Dairy farmers claim that the proposed trade pact with Europe will do them great harm, yet some academics and journalists see our supply management system as an assault on consumers and an albatross around Canada's neck in trade negotiations, sheltering one small industry at the expense of the entire trade sector's greater future.
Supply management is hard to defend, but a little perspective is needed on the challenges it poses for trade negotiators, and on whether farmers should be compensated for any increase in imports of cheese from Europe.
First, does supply management in dairy harm our multilateral trade interests? Trade negotiations are based on reciprocity: What I give you, for example in a multilateral negotiation, you must give me.
If Canada dropped dairy tariffs to zero tomorrow, letting anybody in the world sell us all the dairy products they could ship, the major beneficiaries would be the Americans, because only they could try to compete in the fluid milk market. But the Americans have lots of restrictions of their own, which they are unlikely to be willing to give up – and they might be surprised how competitive Canadian dairy farmers would be if production quotas were removed.
In cheese, the EU would be the beneficiary of Canada removing all tariffs. Evidently they will get some of what they wanted from us in the new bilateral deal, but only by removing some of their own restrictions on Canadian beef and pork. In butter, the major beneficiary would be New Zealand, whose strident opposition to Canadian participation in the Trans-Pacific Partnership negotiations was flicked aside when bigger players decided Canada should be in. For the rest of the world, and for the bulk of other issues in trade negotiations, supply management has not significantly impeded Canada's ability to pursue its trade objectives.
Second, does the Canada-EU deal, to quote the Leader of the Official Opposition, throw dairy farmers under the bus? One way to answer that question is to try to estimate what would happen to the value of the quota that allows dairy farmers to sell their milk. (Quotas can be bought and sold by farmers, and have a value based on the profits they can be expected to generate.)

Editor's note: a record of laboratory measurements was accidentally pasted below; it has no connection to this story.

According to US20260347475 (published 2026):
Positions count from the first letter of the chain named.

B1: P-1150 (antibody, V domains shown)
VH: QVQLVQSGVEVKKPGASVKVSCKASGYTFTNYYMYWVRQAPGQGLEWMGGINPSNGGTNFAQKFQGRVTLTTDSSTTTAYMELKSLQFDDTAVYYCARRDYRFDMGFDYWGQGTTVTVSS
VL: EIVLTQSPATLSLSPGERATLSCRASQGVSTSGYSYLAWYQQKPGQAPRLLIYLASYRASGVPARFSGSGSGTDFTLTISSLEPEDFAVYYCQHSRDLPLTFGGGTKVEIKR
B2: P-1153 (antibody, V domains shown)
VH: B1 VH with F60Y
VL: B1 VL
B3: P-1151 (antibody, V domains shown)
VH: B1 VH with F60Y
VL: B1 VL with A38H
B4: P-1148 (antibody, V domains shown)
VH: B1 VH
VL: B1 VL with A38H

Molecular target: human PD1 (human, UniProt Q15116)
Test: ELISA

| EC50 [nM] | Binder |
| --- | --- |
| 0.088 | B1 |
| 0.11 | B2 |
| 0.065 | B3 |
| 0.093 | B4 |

In Ontario and Quebec, milk quota prices are constrained by a price ceiling imposed by marketing board authorities – a ceiling that has kept prices considerably below where they would be otherwise. So the trade deal will likely have no impact on those values; the ceiling would still be below where a free market would price them. But if quota markets were left free to operate and the profitability of being a dairy farmer declined as a result of a trade deal, one would expect the price of quota to decline.
Recent estimates by James Rude and Henry An at the University of Alberta suggest that the price decline would be less than 2 per cent when the increased access for European cheese is fully phased in. The price might decline more if farmers worry that the Canada-EU deal is a harbinger of further erosion of the supply management system; the decline might be less if the increased availability of European specialty cheeses induces consumers to buy more cheese, thereby expanding the market, rather than substituting European for Canadian cheese. Such marginal changes in quota value can be wiped out by things such as changes in feed costs, and hardly seem significant compared with the doubling in quota value in Ontario from the early 1990s to 2006.
Third, should dairy farmers receive compensation for any small changes that might possibly be due to more European cheese entering Canada? The answer depends on whether the effect of this change can be isolated from all the other factors that associated with the precipitous decline in the number of dairy farms in the past generation.
In 1976, Canada had 96,909 active dairy farmers with 1,993,427 cows, or 21 cows per farm. In 2011, there were only 14,883 remaining dairy farms with 961,726 cows, or 65 cows per farm, but each of those cows produced more milk than her great-grandparents – milk output per cow in Ontario, for example, doubled from 1976 to 2012.
This structural change in dairy farming has been happening for reasons independent of any particular trade deal. This attrition happens because overall productivity has been rising in Canada, and the only way for farm families to maintain the same standard of living as their urban counterparts is for their own productivity to keep up. That means more milk per cow, or more cows per farmer, or fewer farmers – all of which has been happening. Supply management has helped farmers manage this adjustment, but it cannot prevent this inevitable process of change.
In short, the Canada-EU deal is unlikely to affect the broad trends affecting dairy farmers in Canada, and getting rid of supply management would not make life all that much easier for trade negotiators. The debate about the future of supply management needs to be conducted on other grounds.
Robert Wolfe is a professor at the School of Policy Studies at Queen's University. He is also a research fellow of the Institute for Research on Public Policy, and a former member of the Canadian Agricultural Trade Policy and Competitiveness Research Network.